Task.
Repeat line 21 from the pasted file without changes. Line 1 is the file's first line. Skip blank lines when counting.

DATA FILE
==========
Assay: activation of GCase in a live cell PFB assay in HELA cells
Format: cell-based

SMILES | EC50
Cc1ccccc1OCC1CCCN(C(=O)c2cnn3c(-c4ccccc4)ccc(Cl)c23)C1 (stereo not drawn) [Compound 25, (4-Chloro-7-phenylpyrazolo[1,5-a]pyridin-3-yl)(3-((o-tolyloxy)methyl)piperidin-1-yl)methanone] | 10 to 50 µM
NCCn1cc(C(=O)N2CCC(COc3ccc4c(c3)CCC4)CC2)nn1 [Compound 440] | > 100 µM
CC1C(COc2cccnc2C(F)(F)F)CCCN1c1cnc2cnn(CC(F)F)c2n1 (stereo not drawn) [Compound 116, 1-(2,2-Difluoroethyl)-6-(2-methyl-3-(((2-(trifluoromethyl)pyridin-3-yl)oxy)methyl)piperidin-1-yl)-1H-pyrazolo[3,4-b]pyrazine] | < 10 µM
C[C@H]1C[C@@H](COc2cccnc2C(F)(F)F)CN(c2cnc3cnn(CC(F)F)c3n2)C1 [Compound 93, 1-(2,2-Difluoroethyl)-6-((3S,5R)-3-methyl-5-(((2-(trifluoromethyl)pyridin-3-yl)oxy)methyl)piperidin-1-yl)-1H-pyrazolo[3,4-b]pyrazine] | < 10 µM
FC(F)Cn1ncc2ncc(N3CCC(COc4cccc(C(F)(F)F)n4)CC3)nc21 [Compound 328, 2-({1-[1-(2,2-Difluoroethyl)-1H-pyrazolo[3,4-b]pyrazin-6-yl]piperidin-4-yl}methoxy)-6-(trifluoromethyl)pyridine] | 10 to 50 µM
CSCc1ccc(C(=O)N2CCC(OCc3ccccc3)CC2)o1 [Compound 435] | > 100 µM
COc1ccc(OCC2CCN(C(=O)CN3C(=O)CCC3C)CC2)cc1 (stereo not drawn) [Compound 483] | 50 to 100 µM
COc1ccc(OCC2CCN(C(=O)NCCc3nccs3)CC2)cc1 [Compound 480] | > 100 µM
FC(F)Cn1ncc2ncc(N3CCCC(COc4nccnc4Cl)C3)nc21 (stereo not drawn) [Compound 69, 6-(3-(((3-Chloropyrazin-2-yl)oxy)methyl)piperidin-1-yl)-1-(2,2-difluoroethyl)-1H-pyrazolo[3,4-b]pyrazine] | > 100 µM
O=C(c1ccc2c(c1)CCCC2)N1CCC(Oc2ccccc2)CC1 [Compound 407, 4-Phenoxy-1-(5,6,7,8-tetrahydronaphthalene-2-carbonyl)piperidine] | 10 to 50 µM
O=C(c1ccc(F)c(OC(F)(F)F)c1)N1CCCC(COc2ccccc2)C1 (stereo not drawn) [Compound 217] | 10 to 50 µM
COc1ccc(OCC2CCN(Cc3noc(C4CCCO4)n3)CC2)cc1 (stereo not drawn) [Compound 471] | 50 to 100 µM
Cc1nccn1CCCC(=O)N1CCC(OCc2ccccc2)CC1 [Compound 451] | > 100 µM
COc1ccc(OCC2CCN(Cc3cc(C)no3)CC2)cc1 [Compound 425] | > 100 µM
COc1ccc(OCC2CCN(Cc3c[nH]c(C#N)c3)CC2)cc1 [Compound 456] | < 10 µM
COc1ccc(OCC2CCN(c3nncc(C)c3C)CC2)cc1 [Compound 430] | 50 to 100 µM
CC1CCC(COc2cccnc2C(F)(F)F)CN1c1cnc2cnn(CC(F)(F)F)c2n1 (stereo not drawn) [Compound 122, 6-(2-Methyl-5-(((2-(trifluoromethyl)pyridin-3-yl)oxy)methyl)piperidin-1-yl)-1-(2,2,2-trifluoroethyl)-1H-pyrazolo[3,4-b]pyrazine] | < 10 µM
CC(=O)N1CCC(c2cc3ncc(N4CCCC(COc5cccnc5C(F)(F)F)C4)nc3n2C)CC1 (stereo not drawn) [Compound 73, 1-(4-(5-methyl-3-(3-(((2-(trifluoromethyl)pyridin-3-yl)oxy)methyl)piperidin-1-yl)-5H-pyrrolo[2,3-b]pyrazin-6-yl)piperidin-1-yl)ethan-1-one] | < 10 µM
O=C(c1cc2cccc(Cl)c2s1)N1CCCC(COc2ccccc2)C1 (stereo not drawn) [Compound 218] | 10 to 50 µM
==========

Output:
CC(=O)N1CCC(c2cc3ncc(N4CCCC(COc5cccnc5C(F)(F)F)C4)nc3n2C)CC1 (stereo not drawn) [Compound 73, 1-(4-(5-methyl-3-(3-(((2-(trifluoromethyl)pyridin-3-yl)oxy)methyl)piperidin-1-yl)-5H-pyrrolo[2,3-b]pyrazin-6-yl)piperidin-1-yl)ethan-1-one] | < 10 µM